The warmer weather has got many people thinking about making some home improvements. You’ve had all winter to think about what you would like to change about your home.
Some people might have thought about it since quarantine. According to the 2020 Home Improvement Trends Study by Lightstream, 77% of homeowners were going to make home improvements in the year 2020.
On average homeowners spent around $11,473 when improving their home, according to Wakefield Research. Whether you’re looking to renovate the kitchen, bathroom or another room, finding the right contractor is important.
The Better Business Bureau offers tips for finding a trustworthy home improvement contractor:
• Plan your project(s). Before you hire anyone, you need to know what you would like to renovate. Gather pictures from the internet or from family and friends remodeled spaces you like.
• Set a realistic budget. Leave room for unexpected costs. On average, most renovations exceed the budget by 10%.
• Check the National Association of the Remodeling Industry for a list of members in your area.
• Get at least three estimates. Walk through them with contractors so they know your expectations and you both understand everything.
• Don’t fall for the door-to-door contractors claiming to be working in your neighborhood or have extra materials.
• Ask your contractor about his or her professional trade association memberships. Many of these organizations bind them to a strict code of ethics.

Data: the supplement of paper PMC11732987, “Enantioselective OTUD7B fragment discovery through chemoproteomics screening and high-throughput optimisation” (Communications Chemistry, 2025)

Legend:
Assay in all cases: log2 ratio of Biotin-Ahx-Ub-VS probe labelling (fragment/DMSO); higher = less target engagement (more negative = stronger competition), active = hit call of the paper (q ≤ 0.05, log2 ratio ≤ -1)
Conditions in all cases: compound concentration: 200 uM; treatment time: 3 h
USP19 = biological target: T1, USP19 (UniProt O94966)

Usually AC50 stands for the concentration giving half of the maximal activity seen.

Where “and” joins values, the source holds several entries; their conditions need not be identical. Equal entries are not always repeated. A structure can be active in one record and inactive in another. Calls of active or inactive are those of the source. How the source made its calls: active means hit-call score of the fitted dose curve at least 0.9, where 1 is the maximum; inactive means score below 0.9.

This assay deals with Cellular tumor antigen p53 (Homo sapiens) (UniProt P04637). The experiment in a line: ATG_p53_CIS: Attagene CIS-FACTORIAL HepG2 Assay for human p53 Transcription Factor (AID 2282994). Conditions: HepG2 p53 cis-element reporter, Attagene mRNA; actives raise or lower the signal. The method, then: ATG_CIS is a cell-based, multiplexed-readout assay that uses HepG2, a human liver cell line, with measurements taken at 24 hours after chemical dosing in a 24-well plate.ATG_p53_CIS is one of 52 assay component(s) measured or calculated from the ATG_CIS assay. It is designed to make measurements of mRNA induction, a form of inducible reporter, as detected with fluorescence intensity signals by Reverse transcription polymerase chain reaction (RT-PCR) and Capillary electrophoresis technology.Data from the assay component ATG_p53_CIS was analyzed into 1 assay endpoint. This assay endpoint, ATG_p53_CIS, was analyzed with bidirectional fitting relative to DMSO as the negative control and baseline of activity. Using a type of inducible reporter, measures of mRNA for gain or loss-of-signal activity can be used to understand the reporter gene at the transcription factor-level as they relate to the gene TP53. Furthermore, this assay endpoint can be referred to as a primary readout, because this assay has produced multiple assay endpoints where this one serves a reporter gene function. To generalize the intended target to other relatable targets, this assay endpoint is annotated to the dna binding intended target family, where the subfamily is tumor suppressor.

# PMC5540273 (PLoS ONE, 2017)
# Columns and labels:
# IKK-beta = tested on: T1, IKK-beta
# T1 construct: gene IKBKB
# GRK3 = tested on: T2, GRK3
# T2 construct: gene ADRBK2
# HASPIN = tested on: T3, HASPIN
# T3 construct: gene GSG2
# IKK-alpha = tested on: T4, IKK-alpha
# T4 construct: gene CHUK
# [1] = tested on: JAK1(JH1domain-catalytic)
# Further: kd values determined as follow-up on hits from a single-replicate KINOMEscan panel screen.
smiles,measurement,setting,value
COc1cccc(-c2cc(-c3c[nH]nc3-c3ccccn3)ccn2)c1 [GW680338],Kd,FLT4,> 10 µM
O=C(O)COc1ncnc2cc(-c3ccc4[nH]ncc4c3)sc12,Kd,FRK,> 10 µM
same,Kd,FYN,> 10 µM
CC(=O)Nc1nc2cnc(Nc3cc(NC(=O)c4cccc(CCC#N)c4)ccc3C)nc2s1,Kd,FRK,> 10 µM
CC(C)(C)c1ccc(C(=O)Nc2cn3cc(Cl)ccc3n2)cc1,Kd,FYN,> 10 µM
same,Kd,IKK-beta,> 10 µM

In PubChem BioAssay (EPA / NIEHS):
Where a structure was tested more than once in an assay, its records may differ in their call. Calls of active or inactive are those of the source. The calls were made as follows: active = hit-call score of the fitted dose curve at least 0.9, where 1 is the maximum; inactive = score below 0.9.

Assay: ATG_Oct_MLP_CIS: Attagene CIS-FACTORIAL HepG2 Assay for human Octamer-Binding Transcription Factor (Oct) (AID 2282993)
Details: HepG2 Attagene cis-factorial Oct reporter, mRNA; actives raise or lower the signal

• Ask for references. You want to know how their past work has turned out. Make sure they have positive reviews and the contractor has left nothing unfinished. Ask about the quality of work. Did the contractor finish on time? Were there extra costs along the way? Were there any issues? If so, how were they taken care of?
• Check to see if the contractor is licensed, bonded and insured as appropriate to do work in your area.
• Ask if the contractor will be using subcontractors. If so, ask the contractor to meet them and ask for references, too.
• Say no to high-pressure sales tactics and handshake deals without a contract.
• Ask about permits. Make sure your contractor has obtained necessary permits before work begins.
• Get everything in writing and read over the contract. It should include a start date and a completion date, detailed description of all work being done, materials being used, payment arrangements, warranties/guarantees and verbal promises.
• Don’t pay upfront for the entire job. Never pay a contractor in cash. Always use a credit card or check. A trustworthy contractor will accept one-third of the payment upfront, one-third halfway through and one-third at the end of the project when it’s been successfully completed. Request a receipt marked “paid in full” when the job is completed and your final payment is made.
For more home improvement tips, visit BBB.org or call 937-222-5825 or 800-776-5301. The Better Business Bureau can provide a list of BBB Accredited Businesses in the industry and Business Profiles on companies you are considering. If you fall victim to a scam, report it to BBB.org/scamtracker.
The writer is the president and CEO of Better Business Bureau serving Dayton and Miami Valley.